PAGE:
“From the moment you are ready to show your new products or service to others, when your startup is ready to leave the garage, that is when you should start thinking about branding.”
Chris Farmer, Director, Notapipe Brand Consulting
ALL OF THE EXCITEMENT of a new product, a new service, an idea that you had while waiting for the light to change and listening to the radio that has now begun to transform into reality – this is the real excitement of a startup.
The journey takes you through many late nights and stale pizza with technicians and developers, friends, co-founders, nursing a fledgling notion into a Big Idea and then to a reality. But when the work is done and the final tweaks have been made, when you are ready to launch, is it still just a cool app?
The biggest challenge to startups today – and this is especially true in the tech sector – is the fleeting moment of Originality before someone swoops in to copy (and possibly even improve) your brainchild. Once you give life to the startup and its flagship product, it immediately joins the ranks of millions of others on the market.
According to some sources, there are as many as 300 million people trying to start up 150 million businesses every year around the world. That would come to over 400,000 startups every day! The IT sector accounts for a huge part of these wild numbers (even though we do not have any precise data on them). So the question of how to be distinctive then leaps to mind. How to distinguish your new app from the millions? How to get people to take it for a test drive?
Falling in Love
A major stumbling block for these startups is the fact that people tend to fall in love with their own ideas. They see its benefits and features and cannot imagine how everyone does not immediately see them too.
But as we all know, falling in love is a process. We must meet our loved one first. We must feel the effect of her smile, see the way she turns a corner, or hear her voice. This is where the beginning of branding lies.
A brand is very much like a person. When it is born, the baby needs constant care and nurturing, as it grows it becomes more self-aware and develops a personality. And this new personality is what attracts people to it.
From the moment you are ready to show your new products or service to others, when your startup is ready to leave the garage, that is when you should start thinking about branding.
From that point on, it is all about perception – how will others perceive it? What should it look like? How does it behave – is it seductive? Provocative? Brazen? Maybe kind and gentle? The questions that must be answered for your neophyte brand all center on how it would look, act and behave as it if it were a person.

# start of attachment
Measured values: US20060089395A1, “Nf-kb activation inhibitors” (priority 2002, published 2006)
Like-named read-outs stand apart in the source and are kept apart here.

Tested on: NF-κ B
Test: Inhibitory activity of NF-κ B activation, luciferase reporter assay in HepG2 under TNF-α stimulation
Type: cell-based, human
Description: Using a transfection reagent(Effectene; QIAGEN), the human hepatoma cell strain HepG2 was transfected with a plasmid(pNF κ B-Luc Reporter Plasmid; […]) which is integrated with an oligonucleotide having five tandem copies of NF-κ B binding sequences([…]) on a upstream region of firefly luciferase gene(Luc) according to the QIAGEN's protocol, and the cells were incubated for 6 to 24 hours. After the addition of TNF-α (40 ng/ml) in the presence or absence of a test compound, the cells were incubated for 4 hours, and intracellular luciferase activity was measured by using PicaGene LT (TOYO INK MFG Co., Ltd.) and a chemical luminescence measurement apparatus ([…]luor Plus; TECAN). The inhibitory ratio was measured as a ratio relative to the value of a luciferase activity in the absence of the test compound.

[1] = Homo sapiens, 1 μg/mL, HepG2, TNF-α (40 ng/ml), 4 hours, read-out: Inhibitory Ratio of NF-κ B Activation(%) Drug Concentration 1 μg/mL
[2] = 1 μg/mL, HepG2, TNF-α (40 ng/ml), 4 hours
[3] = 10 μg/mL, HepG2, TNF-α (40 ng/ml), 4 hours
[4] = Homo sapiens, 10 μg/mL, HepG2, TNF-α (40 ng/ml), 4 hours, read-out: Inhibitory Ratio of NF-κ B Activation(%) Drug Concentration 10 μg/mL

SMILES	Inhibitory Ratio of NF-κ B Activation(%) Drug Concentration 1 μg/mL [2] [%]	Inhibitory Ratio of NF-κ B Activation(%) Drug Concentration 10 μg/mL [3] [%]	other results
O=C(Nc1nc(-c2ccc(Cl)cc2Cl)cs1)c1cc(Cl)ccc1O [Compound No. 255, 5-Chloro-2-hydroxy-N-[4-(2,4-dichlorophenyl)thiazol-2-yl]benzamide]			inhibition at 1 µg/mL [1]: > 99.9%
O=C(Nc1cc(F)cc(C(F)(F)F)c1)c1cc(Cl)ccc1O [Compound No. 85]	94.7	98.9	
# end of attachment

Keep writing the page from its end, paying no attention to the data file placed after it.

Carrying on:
We are drawn to certain people, repelled by others. What kind of people will want to get this brand? Which ones do we really want to love it? This comes down to a process of demographic targeting, of course, but with an element of intuition and instinct as well.
French branding guru Jean-Noel Kapferer created a tool to help understand a brand’s personality in The New Strategic Brand Management. He calls it the Identity Prism.
The prism lays out the basic drives that create a brand from a product. It looks at six aspects: physique, personality, relationships, culture, reflection, and self-image.
In each area, a specific question about the brand should be asked. Answering them fully will give you a very precise idea of what kind of brand your new product has become.
The Time is Now
What is vital here, however, is the timing. If you send your new product out onto the vast market unadorned, unclothed in its brand, then you run the risk of its falling into obscurity (if no one sees it) or being coopted by a demographic and taken into a direction that leads the wrong way. In effect, if you do not brand it first, others will do it for you.
And you may not like what they do.
It seems like everything is a brand these days. But this is not without a reason or a purpose. Branding your startup and your product early will help it to be seen, recognized, and felt in the real world from the very beginning. And more than this, it will allow people to experience your brand and become its ambassadors, its friends, and its lovers. Once you have arrived there, your new brand can be considered as established.
Falling in love with your product is important, but you must then allow others to do it too.